Breakaway region shows map of alleged Georgian invasion

The leader of Georgia's breakaway region of Abkhazia has accused Tbilisi of planning to seize the self-proclaimed republic by force. Abkhazian President Sergey Bagapsh says Georgia was going to block Russian peacekeepers

Bagapsh claimed he possesses “infallible proof of [Georgian President] Saakashvili’s criminal intentions… to invade and occupy the Republic”.

Georgia had been intending to invade Abkhazia in April, Bagapsh announced. Abkhazian military officials have produced a map they claim to have acquired at that time, allegedly showing how the Georgian military operation was to be carried out.

Tbilisi has denied all the allegations, saying the statement made by the Abkhazian president is nonsense.

“Of course, it’s all rubbish, such statements shouldn’t be discussed seriously,” said Nikoloz Rurua, Deputy Chairman of the Defence and Security Committee of the Georgian Parliament.

The conflicts around Georgia's breakaway republics go back a long way. In the 1920s Joseph Stalin, who was born in Georgia, decided to merge his homeland with several regions that were previously autonomous republics of the Russian Empire.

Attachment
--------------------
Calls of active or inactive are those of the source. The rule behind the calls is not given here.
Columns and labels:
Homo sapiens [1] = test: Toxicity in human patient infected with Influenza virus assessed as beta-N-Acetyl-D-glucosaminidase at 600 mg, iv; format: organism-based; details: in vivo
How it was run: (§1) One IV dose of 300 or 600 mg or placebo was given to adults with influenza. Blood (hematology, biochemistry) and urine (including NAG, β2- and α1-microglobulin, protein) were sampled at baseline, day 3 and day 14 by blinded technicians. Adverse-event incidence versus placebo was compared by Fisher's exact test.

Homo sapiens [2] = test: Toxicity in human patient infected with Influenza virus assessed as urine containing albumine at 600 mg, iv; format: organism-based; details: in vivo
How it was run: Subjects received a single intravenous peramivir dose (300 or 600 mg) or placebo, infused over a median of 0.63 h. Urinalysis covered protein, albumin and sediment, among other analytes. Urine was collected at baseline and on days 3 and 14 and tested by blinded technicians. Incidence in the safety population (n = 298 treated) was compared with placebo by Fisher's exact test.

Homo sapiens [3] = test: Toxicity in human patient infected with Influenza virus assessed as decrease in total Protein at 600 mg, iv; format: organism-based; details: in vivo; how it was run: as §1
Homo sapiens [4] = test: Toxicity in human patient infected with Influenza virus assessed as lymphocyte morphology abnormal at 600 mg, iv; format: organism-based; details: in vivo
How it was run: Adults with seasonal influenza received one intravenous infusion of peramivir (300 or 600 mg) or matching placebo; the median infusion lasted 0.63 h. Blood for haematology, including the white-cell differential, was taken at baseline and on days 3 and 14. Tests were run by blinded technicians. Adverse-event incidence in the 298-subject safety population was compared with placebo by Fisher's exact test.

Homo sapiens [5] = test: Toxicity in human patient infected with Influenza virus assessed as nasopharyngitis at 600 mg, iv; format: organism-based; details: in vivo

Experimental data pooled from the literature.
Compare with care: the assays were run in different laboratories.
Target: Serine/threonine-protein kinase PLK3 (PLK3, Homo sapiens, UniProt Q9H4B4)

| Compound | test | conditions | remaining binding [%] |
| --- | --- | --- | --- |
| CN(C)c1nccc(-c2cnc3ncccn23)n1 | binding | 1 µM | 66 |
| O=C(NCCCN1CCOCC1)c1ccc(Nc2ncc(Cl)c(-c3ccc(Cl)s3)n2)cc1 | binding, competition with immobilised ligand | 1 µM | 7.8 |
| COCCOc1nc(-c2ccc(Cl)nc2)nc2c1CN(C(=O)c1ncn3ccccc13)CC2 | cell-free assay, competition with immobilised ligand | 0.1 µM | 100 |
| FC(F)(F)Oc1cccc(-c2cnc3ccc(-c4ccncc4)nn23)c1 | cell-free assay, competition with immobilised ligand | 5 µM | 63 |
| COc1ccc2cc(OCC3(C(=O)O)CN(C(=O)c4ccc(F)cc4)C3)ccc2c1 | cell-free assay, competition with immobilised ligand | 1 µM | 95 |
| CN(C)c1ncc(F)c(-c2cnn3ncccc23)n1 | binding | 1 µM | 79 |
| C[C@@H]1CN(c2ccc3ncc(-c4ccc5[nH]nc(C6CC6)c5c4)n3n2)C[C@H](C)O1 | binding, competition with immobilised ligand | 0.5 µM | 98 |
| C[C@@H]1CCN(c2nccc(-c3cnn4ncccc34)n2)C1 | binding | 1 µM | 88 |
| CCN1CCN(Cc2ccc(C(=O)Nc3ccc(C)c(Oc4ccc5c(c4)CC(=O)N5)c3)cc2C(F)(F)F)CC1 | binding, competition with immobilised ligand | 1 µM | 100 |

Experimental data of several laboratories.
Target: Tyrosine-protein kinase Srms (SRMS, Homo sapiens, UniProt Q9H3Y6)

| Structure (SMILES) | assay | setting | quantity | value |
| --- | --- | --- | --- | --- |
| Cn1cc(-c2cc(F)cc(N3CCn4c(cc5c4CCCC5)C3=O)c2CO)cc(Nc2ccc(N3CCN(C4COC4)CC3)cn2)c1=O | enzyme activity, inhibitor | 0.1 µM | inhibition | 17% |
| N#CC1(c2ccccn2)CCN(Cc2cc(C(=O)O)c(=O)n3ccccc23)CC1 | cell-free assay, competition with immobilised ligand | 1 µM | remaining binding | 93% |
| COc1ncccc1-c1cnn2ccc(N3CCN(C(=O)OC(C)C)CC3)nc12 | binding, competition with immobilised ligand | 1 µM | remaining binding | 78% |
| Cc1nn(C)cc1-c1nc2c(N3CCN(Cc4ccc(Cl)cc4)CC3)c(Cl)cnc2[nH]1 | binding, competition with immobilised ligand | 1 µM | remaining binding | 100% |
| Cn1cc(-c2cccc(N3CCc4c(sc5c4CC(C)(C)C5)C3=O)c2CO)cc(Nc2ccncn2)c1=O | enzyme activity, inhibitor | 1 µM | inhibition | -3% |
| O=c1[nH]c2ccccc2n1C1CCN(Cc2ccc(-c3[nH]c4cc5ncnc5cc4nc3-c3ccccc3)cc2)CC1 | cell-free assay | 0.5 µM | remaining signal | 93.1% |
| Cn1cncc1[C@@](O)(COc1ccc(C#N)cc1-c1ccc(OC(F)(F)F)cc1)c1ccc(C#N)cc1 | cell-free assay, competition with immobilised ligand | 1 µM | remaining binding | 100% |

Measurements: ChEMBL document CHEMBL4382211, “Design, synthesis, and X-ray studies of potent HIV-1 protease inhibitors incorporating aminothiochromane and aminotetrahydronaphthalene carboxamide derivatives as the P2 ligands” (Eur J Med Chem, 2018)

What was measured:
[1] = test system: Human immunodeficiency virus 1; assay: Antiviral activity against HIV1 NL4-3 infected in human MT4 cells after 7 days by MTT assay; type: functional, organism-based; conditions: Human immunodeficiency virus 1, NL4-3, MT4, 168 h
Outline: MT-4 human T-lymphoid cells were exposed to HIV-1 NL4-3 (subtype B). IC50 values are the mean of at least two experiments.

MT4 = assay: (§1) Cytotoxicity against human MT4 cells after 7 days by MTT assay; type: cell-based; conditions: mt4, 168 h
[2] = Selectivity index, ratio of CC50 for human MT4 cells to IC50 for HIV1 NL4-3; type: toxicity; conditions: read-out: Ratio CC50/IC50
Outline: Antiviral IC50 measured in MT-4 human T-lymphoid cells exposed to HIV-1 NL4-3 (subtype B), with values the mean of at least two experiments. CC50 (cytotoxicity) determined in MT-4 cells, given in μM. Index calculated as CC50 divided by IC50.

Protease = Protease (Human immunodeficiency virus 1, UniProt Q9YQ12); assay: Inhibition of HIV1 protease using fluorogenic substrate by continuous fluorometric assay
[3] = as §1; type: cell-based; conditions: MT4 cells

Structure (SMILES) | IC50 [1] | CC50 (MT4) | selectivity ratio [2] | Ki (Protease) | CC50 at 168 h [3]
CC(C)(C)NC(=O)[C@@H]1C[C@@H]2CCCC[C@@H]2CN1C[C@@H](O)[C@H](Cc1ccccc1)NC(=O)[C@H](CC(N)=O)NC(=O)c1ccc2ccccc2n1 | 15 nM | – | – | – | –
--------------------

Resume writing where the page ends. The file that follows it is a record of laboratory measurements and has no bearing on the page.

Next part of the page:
However, in the early 1990s, after the breakup of the Soviet Union, the republics of Abkhazia and South Ossetia declared independence from Georgia. Tbilisi sent in troops, and two wars started within several months of each other.

In less than a year, Georgia had lost, but it retained its resolve to regain control over the breakaway territories. Politicians, including former Georgian president Zviad Gamsakhurdia, the country’s current leader Mikhail Saakashvili and his former ally, the former defence minister Irakli Okruashvili, have often used promises to bring Abkhazia and South Ossetia under control, in order to garner support.

Last week, tensions rose in Abkhazia as four bombs went off in two separate incidents in the towns of Gagra and Sukhumi. More than a dozen people were injured. Abkhazia reacted immediately by closing its border with Georgia.

The breakaway republic has announced it believes Georgia is to blame.

Maksim Gvindzhia, Abkhazia’s deputy foreign minister, told RT that Georgia has sent people to Abkhazia to perform violent acts several times.

Tbilisi denies any involvement. Abkhazia claims Georgia is using provocation to scare off Russian tourists, who might otherwise have come to the republic's Black Sea resorts. Despite the recent incidents, Abkhazia’s leaders are still hoping to attract as many tourists as possible and promise to provide maximum security.

In a meeting with the Georgian leader Mikhail Saakashvili, Russia's President Dmitry Medvedev said escalation of the conflict in the Caucasus is unacceptable.

This comes amid a new wave of violence in South Ossetia. On Friday, the leader of the unrecognised republic accused Tbilisi of shelling its capital Tskhinvali. Georgia claimed it was merely returning fire in response to attacks from the South Ossetian side.

On Sunday morning there were four explosions in Georgia, near its border with the breakaway republic of Abkhazia. The assistant commander of the peacekeeping contingent stationed there says they were most likely artillery shells or mines. The four blasts went off simultaneously. No one is reported to have been injured.